An animal with a spine that generates its own body heat, this leads to a high metabolic rate. It also possess a neocortex (a region of the brain), hair, three middle ear bones and mammary glands


a slender, flexible limb or appendage in an animal, especially around the mouth of an invertebrate, used for grasping or moving about, or bearing sense organs.


Probably not but as outlined in Ghotir's answer the Platypus exists so lets assume on an alien world that your Bunopus is the million to one shot and comes about. I think it would have to happen on a low gravity planet which would make the tentacle viable as an effective form of locomotion. Octopus do 'walk' on the sea floor (but aren't very good on land)


So the Bunopus needed a reason to come onto dry land. This could be because the water it lives in had low oxygen levels, or possibly went through periods where it dried up. This would lead to evolving lungs to come to the surface and breath, or survive during the periods of drought.

They will then need a reason to stay on land. A good food source, perhaps plants or smaller invertebrates. From my quick research I find that there shouldn't be any predators that will pick them off in this early stage. They will need to be at the top of the food chain.


Amphibians have primitive lungs that are rather inefficient, and so take in a lot of oxygen through their skin. To do this they must stay moist, so the fur could be a system used to trap moister and protect them from dying out. It might be fur as we know it, but elongated scales developing into a feather like covering. Maybe without the center spine but just the barbs resembling fur.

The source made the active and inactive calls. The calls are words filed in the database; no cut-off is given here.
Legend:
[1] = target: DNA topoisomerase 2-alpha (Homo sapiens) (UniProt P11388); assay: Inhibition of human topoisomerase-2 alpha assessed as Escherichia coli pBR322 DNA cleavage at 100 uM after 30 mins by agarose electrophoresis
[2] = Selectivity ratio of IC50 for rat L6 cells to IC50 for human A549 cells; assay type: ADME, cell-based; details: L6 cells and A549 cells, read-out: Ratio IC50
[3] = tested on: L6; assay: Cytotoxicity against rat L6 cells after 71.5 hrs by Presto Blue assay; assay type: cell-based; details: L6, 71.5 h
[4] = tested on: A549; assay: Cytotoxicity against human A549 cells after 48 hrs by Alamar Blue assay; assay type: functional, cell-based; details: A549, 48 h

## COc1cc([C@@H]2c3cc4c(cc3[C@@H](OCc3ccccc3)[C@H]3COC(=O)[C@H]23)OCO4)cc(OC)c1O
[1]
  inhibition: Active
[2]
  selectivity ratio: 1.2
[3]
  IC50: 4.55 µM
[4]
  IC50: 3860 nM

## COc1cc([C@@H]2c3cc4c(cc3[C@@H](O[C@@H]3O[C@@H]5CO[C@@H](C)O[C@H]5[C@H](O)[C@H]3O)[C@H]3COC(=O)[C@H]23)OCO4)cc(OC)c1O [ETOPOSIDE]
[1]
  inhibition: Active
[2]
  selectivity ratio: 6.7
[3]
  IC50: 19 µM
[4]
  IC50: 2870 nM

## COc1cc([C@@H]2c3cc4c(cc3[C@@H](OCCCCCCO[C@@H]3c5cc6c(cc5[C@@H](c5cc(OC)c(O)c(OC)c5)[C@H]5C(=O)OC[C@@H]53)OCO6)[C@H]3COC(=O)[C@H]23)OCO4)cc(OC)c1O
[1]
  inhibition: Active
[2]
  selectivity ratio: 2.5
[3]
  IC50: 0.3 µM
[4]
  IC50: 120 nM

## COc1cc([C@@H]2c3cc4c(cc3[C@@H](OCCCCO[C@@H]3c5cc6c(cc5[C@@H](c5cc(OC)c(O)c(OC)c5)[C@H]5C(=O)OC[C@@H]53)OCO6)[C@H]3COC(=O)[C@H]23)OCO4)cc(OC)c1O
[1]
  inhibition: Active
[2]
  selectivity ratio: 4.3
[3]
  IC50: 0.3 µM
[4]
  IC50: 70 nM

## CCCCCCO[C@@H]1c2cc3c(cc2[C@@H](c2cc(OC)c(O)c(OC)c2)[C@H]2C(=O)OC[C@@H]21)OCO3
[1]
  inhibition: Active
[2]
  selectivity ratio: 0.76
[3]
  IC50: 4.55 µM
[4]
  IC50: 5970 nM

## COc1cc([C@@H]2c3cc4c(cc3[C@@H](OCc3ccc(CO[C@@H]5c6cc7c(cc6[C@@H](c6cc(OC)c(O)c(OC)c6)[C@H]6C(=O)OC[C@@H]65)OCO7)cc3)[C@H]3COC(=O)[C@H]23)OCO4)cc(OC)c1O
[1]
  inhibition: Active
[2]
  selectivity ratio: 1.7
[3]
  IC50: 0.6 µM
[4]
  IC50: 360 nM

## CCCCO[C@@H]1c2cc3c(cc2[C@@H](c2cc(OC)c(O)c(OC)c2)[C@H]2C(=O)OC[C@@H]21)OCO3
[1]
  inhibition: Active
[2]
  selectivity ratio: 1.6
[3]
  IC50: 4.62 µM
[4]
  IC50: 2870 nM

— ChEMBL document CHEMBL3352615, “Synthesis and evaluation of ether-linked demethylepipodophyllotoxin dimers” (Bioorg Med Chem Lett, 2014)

Given that a definition of amphibian is four legged (tetra-pod) I would say that four of the tentacles evolved for locomotion. The remaining two are sensory organs, identifying food; detecting electrical signals in the water; etc or feeders. This could come about from needing a way to catch faster prey, or by needing to lift the body higher to reach foliage on tall plants, and the remaining two from an advantage provided by what ever you choose from them.


I would imagine that the Bunopus' sight is quite bad, or non-existent. They would then need a form of threat or prey detection. This could lead to an audio sense, and over time develop the three-boned structure of the ear found in mammals. Over time these could become bigger and more sensitive providing a better survival/catch rate and making for healthier mates.


I think I have covered the basics of the traits you asked. I know I have left a lot out like why they would feed their young and develop mammary glands. Also I think I covered why having these traits would be useful but not how they came about from small genetic mutations. But hopefully this might point you in the direction you want to head and really get the mental juices flowing.

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    $\begingroup$ Another interesting thing would be if their intelligence could eventually reach human levels, maybe atleast a stone age culture? $\endgroup$ – Stephanie Oct 4 '16 at 2:12

The real-world platypus is a "semiaquatic egg-laying mammal": it is absolutely possible for such a species to evolve.

There is even a helpful section on Evolution on that wikipedia page. It's not much, but it should help get the mental juices flowing...

  • $\begingroup$ The question is not asking "is it possible" but "what factors make it possible". $\endgroup$ – Philipp Oct 3 '16 at 20:28
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    $\begingroup$ @Philipp The last line of the question is "would it even be possible for a species to have amphibious and mammalian traits?" - which I answered. I also pointed out a section that talks about the evolution of the platypus - which should aim towards the "what factors made it possible" portion. If it happened in our world, it can happen in a worldbuilding world. $\endgroup$ – Ghotir Oct 3 '16 at 20:37